Through the 1920s and 30s the lake attracted crowds of bathers, boaters and picnickers. Blue Hole, located on Griffin's Brook, which fed the lake from the north, attracted skinny dippers. The lake attracted fishermen who could reach the lake by the streetcar line that ended at the lake’s northern shore. Patrons who rode the streetcar learned to be careful not to step on the cane poles, corks and hooks that were resting on the floor. It was also the site of large gatherings and celebrations. The Birmingham Elks Lodge held their Labor Day celebration here.



But the most infamous event that occurred on the dry lakebed happened on Tuesday, Sept. 11, 1923, when the Robert E. Lee Klan, No. 1, the oldest and largest Klan in Jefferson County sponsored a mass initiation ceremony on the lakebed. Many area Klansmen came to Edgewood to participate. Klan leaders from Atlanta and all over the state and the South attended.

The Birmingham News reported that 25,000 people made their way to Edgewood that night to watch the initiation ceremony, and half that many more were stuck in traffic jams. They never reached the lake bed to see the thousands of white robed Klansmen, the new initiates, the burning crosses, torches, and red, white and blue fireworks. Cars were parked in a tangled mess on the sides of streets and roads for miles.


In later years, many male Edgewood residents (women would not have dared to be seen there) shared memories of watching the spectacle that night. The most famous initiate was a talented and ambitious Birmingham lawyer from Clay County who was destined for greatness as an Alabama U.S. Senator and U.S. Supreme Court Justice — Hugo LaFayette Black.

In 1934, Edgewood Park was joined by Homewood's Shades Creek Park to the east, at the present site of Brookwood Village mall, in providing recreational opportunities in the valley. A walking path connected the new public park with the circuit around the southern shore of Edgewood Lake, basically South Lakeshore Drive.


Shades Creek, normally a slow-moving bubbling creek, sometimes flooded into a raging stream with steady rains that sent high waters over Shades Creek Parkway, Lakeshore Drive and Columbiana Road. At least twice, in 1923 and 1935, the dam broke under such pressure. When this happened, the lake would empty down Oxmoor Valley, leaving the bed muddy, then dry, and plants and trees would soon grow beside the winding channel of Shades Creek.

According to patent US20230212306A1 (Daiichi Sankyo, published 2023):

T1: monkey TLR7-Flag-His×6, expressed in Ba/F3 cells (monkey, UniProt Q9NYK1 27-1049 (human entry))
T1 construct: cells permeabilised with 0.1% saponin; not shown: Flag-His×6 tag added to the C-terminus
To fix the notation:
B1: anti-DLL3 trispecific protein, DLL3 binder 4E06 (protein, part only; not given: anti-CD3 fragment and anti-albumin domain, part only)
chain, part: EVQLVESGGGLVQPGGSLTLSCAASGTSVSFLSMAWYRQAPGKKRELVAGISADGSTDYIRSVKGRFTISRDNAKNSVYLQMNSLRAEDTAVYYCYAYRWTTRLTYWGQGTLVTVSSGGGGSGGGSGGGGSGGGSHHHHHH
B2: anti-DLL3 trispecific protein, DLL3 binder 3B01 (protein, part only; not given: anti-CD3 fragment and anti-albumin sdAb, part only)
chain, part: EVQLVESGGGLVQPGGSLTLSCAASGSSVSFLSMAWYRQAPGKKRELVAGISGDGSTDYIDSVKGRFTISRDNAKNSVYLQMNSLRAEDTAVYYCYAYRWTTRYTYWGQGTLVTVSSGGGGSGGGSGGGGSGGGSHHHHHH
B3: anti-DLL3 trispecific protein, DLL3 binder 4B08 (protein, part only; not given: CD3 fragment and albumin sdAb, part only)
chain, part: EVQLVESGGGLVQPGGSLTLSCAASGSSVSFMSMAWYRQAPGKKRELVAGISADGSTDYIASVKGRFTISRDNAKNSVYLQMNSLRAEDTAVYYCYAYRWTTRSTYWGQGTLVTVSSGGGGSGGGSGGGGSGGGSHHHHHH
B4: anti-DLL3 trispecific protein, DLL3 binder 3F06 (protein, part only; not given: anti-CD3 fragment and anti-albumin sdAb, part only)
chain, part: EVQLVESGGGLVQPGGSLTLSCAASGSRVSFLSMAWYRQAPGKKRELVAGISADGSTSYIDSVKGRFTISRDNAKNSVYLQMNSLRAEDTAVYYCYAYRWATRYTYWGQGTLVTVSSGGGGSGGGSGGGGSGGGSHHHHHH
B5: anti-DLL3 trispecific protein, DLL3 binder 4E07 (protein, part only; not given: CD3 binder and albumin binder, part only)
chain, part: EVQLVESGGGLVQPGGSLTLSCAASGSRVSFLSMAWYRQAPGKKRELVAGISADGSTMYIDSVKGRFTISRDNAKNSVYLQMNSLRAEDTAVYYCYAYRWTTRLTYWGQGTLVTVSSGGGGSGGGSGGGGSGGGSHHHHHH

In 1935 Jefferson County repaired the dam, restoring the lake. The vacant clubhouse was demolished in 1938. In the years after the Great Depression, Edgewood Lake became a burden to nearby property owners who didn’t like the fishermen and riffraff that came to the lake. Neither the county nor any city government would spend money to keep the lake and dam in good repair. Depression-era government agencies could not help because they could not spend money on privately owned properties. In 1940, the Investor’s Syndicate of Minneapolis, which then held title to the land, deeded the land to Jefferson County in a right-of-way agreement. From then on nothing was done.


The City of Homewood, nearby residents and the County Commissioners squabbled over what to do and who would pay for it. The county claimed that the lake was too shallow for good fishing anyway and that extensive improvements were needed. Thus, Jefferson County drained Edgewood Lake in the spring of 1946 ostensibly for repairs. The repairs never came about and they turned over 100 acres of the again-dry lake bed to Howard College, which later became the present Samford University. Some said It was drained due to uncontrollable mosquitos and some insisted It was drained because the powers to be got mad at Roy Bridges for launching a World War II amphibious duck in the lake. They drained it so show their power they said. Attempts by residents to have the lake restored failed and redevelopment of the area was allowed to proceed. Trees grew in the lakebed, but boys, men and hobos continued to fish in the deep holes of the creek. It was a wilderness inhabited by snakes and animals.

And the lake was gone forever. A smaller "Edgewood Lake" briefly reappeared as a result of

heavy rains in January 1954.


Initial annexing into Homewood began in 1959.